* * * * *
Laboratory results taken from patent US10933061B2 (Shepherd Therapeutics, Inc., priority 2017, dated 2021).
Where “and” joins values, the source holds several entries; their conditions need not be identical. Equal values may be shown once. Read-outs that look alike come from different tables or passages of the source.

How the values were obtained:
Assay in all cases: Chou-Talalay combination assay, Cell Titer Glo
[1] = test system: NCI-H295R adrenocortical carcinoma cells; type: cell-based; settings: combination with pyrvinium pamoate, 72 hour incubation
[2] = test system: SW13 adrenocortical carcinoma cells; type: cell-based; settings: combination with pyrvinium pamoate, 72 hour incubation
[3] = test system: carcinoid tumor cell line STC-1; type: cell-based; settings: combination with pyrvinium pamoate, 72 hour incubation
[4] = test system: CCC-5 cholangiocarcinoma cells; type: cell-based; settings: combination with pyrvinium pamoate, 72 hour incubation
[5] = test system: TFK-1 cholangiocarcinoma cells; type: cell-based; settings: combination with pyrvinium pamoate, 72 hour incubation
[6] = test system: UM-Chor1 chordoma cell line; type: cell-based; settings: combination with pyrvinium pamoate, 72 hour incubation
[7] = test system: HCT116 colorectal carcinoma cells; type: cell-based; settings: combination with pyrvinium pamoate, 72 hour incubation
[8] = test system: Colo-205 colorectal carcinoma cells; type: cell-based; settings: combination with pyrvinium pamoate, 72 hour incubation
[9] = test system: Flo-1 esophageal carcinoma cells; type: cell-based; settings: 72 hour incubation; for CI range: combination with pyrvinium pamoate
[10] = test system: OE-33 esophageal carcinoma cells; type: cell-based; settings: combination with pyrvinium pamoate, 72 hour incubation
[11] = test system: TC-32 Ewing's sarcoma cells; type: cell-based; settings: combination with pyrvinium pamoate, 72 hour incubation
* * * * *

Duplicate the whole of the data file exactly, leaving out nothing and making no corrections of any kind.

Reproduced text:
Laboratory results taken from patent US10933061B2 (Shepherd Therapeutics, Inc., priority 2017, dated 2021).
Where “and” joins values, the source holds several entries; their conditions need not be identical. Equal values may be shown once. Read-outs that look alike come from different tables or passages of the source.

How the values were obtained:
Assay in all cases: Chou-Talalay combination assay, Cell Titer Glo
[1] = test system: NCI-H295R adrenocortical carcinoma cells; type: cell-based; settings: combination with pyrvinium pamoate, 72 hour incubation
[2] = test system: SW13 adrenocortical carcinoma cells; type: cell-based; settings: combination with pyrvinium pamoate, 72 hour incubation
[3] = test system: carcinoid tumor cell line STC-1; type: cell-based; settings: combination with pyrvinium pamoate, 72 hour incubation
[4] = test system: CCC-5 cholangiocarcinoma cells; type: cell-based; settings: combination with pyrvinium pamoate, 72 hour incubation
[5] = test system: TFK-1 cholangiocarcinoma cells; type: cell-based; settings: combination with pyrvinium pamoate, 72 hour incubation
[6] = test system: UM-Chor1 chordoma cell line; type: cell-based; settings: combination with pyrvinium pamoate, 72 hour incubation
[7] = test system: HCT116 colorectal carcinoma cells; type: cell-based; settings: combination with pyrvinium pamoate, 72 hour incubation
[8] = test system: Colo-205 colorectal carcinoma cells; type: cell-based; settings: combination with pyrvinium pamoate, 72 hour incubation
[9] = test system: Flo-1 esophageal carcinoma cells; type: cell-based; settings: 72 hour incubation; for CI range: combination with pyrvinium pamoate
[10] = test system: OE-33 esophageal carcinoma cells; type: cell-based; settings: combination with pyrvinium pamoate, 72 hour incubation
[11] = test system: TC-32 Ewing's sarcoma cells; type: cell-based; settings: combination with pyrvinium pamoate, 72 hour incubation